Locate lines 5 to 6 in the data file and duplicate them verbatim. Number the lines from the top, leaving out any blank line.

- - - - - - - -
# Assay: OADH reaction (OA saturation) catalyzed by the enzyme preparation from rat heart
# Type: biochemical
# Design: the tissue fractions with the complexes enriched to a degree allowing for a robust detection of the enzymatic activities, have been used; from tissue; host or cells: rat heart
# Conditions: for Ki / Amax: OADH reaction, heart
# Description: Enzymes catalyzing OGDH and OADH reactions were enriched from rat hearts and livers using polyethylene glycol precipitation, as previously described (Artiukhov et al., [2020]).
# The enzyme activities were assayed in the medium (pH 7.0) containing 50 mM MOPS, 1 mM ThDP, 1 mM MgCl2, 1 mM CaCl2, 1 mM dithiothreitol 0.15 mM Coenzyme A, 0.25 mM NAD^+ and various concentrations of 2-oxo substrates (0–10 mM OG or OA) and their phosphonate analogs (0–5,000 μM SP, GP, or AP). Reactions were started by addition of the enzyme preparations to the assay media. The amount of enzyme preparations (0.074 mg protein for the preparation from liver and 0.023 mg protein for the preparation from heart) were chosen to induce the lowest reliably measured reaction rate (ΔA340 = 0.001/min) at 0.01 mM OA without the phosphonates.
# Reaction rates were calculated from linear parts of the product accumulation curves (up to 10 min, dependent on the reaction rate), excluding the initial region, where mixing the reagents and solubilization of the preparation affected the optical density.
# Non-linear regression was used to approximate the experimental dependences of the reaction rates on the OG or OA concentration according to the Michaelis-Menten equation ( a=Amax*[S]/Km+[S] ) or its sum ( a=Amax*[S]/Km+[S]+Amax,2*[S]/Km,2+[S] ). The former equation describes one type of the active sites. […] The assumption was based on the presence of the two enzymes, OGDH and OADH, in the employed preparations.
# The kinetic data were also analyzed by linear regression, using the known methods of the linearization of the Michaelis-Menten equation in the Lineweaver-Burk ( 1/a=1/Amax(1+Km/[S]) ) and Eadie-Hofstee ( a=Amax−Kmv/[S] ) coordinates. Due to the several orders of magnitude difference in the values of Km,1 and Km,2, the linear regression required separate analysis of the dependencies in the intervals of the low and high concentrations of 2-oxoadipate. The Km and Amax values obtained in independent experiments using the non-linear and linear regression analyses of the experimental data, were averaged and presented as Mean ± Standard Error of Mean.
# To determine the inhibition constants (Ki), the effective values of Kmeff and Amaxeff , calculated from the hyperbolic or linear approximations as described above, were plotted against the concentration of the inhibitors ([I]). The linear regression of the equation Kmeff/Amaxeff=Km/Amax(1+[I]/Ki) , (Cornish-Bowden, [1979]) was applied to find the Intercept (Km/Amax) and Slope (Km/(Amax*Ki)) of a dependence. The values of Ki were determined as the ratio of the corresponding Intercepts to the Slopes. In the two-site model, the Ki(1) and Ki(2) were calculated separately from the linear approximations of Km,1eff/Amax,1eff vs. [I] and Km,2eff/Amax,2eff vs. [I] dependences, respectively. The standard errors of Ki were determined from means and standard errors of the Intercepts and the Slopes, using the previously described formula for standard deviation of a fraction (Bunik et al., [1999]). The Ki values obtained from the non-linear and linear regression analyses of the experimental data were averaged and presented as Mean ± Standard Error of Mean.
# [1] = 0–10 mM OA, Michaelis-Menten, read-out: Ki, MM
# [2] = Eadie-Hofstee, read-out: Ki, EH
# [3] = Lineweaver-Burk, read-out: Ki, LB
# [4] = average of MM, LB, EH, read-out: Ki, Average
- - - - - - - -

# Description: Enzymes catalyzing OGDH and OADH reactions were enriched from rat hearts and livers using polyethylene glycol precipitation, as previously described (Artiukhov et al., [2020]).
# The enzyme activities were assayed in the medium (pH 7.0) containing 50 mM MOPS, 1 mM ThDP, 1 mM MgCl2, 1 mM CaCl2, 1 mM dithiothreitol 0.15 mM Coenzyme A, 0.25 mM NAD^+ and various concentrations of 2-oxo substrates (0–10 mM OG or OA) and their phosphonate analogs (0–5,000 μM SP, GP, or AP). Reactions were started by addition of the enzyme preparations to the assay media. The amount of enzyme preparations (0.074 mg protein for the preparation from liver and 0.023 mg protein for the preparation from heart) were chosen to induce the lowest reliably measured reaction rate (ΔA340 = 0.001/min) at 0.01 mM OA without the phosphonates.